Epilepsy Talk

Blood Tests May Help Diagnose Epilepsy | December 4, 2019

A recent study shows that a simple blood test can determine whether or not someone has had an epileptic seizure.

Doctors at Stanford University, California, reveal that the level of the hormone prolactin may be indicative of the type of seizure and can be measured by this blood test.

The blood test which must be used within 10 to 20 minutes after a seizure, can identify generalized tonic-clonic seizures and complex partial seizures in both adults and older children, because the level of prolactin in the blood goes up.

Researchers say epileptic seizures are thought to affect the hypothalamus and may alter the release of prolactin, causing levels of the hormone to rise.

The results also showed that the test could accurately identify seizures from nonseizure type episodes.

Because levels of prolactin in the blood increase after seizures, but not during nonseizure activity.

In the study, which appears in the journal Neurology, researchers evaluated eight studies on the prolactin blood test.

But they say the test cannot distinguish epileptic seizures from those caused by a fainting episodes, because prolactin levels also rise after these types of seizures.

And there was also not enough evidence to determine whether the prolactin test is useful in evaluating cases of status epilepticus, repetitive seizures, or neonatal seizures.

But the guidelines state that the test is useful as an adjunct test, especially in cases where video EEG monitoring is not readily available.

In addition, your doctor may take a blood sample to check for signs of infections, genetic conditions or other conditions which may be associated with seizures.

Blood tests will also be used to monitor anti-seizure medication levels in your blood, to make sure you’re at the appropriate “therapeutic level” for the most effective results, to eliminate “toxic” levels, and check for possible side-effects.

These tests may also be ordered to determine the general physical well-being of your body.

In adults, appropriate blood tests (glucose, electrolytes, calcium, renal function, liver function, and urine biochemistry) to identify potential causes and/or to identify additional significant disorders should also be addressed.

They can also be used to detect if you have an infection or been exposed to any poisons that may have caused your seizures.

All of this from a single blood test!

Be sure to ask your neurologist about this very simple diagnostic tool and if he/she doesn’t know about it yet, a little education my be your first job! (See references below.)

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  1. I tried AGAIN to post my comments on your E T forum & it still does not post. I get tired of typing my thoughts of 5 + minutes, & click post to see nothing I typed. I am not being punished by this, BUT the other readers who I think would be helped are, unless there are some people who just want to CONTROL who says what & HOW people get helped, if it is not their beliefs or cup of tea to agree about.


    Comment by jcdavis@hardynet.com — December 4, 2019 @ 2:04 PM

  2. Goodafternoon Phylis 😊. I never realized this until I started reading your articles and joining another epilepsy group that the there is a huge difference between the United States and Canada in the sense that those in the United States seems to be better educated and have way more knowledge about epilepsy than those here in Canada do!! For example I never knew there was a such thing as “JACKSONIAN SEIZURES” until I was introduced to them with the title by people from other epilepsy groups!! We don’t seem to be as educated about epilepsy or even have the material such as yourself and the epileptics didn’t that are in the United States of America. For that I thank you for sharing your education and knowledge with the world!! On that note I was wondering if you happen to know of any epileptic medications that don’t cause “hyponatremia”? Please and thank you 🙏🏼 😊. Also I bet they haven’t heard about the blood tests here in Canada either!! I am going to see a new neurologist on Friday and I’ve been picking my brain and racking my head to make sure I have all of my bases covered before I go and see him. Thank you and please have a very good day today and I hope the new family member is doing well and your all now becoming one 😊🙏🏼🦅😇💞😘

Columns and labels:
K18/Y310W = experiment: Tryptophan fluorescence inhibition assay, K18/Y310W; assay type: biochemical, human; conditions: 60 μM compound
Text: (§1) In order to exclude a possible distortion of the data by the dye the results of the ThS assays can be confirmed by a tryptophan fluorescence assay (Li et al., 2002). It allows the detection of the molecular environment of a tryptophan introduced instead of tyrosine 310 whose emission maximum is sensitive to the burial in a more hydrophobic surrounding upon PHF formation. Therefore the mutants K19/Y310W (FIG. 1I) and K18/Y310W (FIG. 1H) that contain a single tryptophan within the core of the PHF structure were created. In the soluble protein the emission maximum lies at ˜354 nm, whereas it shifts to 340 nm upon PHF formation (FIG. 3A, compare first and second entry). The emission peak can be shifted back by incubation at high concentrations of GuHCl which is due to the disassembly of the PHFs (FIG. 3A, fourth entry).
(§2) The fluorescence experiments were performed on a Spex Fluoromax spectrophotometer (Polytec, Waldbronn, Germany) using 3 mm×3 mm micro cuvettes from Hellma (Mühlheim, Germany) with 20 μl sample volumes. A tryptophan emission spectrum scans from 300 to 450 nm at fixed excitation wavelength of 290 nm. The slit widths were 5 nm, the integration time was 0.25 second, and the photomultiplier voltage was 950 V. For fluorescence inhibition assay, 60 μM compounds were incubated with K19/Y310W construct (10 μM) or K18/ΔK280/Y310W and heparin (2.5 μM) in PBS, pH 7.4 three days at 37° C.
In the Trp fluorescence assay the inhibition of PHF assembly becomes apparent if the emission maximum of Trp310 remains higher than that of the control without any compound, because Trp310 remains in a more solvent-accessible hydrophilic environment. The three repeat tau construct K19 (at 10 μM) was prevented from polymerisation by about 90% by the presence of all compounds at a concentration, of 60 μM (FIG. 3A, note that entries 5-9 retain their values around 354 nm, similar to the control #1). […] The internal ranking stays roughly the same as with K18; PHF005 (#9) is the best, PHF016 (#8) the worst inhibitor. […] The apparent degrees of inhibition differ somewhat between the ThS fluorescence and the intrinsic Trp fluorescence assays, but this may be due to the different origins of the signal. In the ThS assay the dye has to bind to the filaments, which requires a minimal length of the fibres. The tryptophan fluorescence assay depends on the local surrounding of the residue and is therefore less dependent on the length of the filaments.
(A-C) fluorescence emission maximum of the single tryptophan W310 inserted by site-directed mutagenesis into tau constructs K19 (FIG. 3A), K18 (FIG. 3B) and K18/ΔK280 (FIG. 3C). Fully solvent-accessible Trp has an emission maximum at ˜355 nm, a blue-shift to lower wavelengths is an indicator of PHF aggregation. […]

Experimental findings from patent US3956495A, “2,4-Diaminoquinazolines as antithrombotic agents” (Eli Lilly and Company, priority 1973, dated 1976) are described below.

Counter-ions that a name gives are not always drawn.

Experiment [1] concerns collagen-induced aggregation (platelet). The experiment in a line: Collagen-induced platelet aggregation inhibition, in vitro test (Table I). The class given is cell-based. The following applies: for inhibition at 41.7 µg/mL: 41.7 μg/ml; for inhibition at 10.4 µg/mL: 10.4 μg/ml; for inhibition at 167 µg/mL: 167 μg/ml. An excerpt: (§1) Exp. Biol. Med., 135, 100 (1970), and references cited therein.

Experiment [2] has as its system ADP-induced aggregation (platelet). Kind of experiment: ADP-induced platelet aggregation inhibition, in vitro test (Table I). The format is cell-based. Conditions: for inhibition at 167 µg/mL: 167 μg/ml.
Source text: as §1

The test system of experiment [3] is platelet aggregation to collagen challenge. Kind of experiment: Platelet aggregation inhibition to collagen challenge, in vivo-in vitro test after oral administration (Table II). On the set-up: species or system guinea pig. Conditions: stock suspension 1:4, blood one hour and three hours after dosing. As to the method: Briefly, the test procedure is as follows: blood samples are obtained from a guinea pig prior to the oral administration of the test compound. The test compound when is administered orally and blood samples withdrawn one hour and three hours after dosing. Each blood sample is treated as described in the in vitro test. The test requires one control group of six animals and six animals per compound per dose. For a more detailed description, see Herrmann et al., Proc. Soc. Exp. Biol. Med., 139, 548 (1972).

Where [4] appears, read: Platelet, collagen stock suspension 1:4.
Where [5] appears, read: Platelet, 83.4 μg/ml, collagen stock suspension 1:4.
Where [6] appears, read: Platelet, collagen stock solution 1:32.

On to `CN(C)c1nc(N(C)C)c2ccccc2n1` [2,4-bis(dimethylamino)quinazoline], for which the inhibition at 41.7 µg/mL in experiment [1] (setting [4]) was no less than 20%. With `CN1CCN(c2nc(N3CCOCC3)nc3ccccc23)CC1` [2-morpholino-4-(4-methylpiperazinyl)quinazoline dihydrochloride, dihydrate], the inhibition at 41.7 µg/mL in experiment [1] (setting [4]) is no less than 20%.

Liked by 1 person

    Comment by Kathy S.B — December 4, 2019 @ 4:37 PM

    • “Expert opinion: Carbamazepine and oxcarbazepine are the most common AEDs which induce hyponatremia in patients with epilepsy.

      Recently, other AEDs, such as eslicarbazepine, sodium valproate, lamotrigine, levetiracetam and gabapentin have also been reported to cause hyponatremia.” https://www.ncbi.nlm.nih.gov/pubmed/27737595

      Well, I sure found a lot of meds that DO cause hyponatremia, but not the other way around. 😦

      Liked by 1 person

      Comment by Phylis Feiner Johnson — December 4, 2019 @ 5:37 PM

  3. Lol yes you sure did lol 😂. I was told gabapentin may be a good alternative but In all honesty the “hyponatremia” warning led me away from that drug as well!! That’s alright that’s how we all learn best!! TOGETHER!! 😊🙏🏼😇💞😘

    Liked by 1 person

    Comment by Kathy S.B — December 4, 2019 @ 5:41 PM


    Liked by 1 person

    Comment by Kathy S.B — December 4, 2019 @ 6:24 PM

  5. How about “TOPOMAX” or “TOPIRAMATE”? 🤔🤔

    Liked by 1 person

    Comment by Kathy S.B — December 4, 2019 @ 6:30 PM

  6. “Although hyponatremia has been especially associated with serotonergic antidepressants (SSRIs), there is also an elevated risk with tricyclics, duals and heterocyclic antidepressants.” https://www.intechopen.com/books/fluid-and-electrolyte-disorders/hyponatremia-and-psychotropic-drugs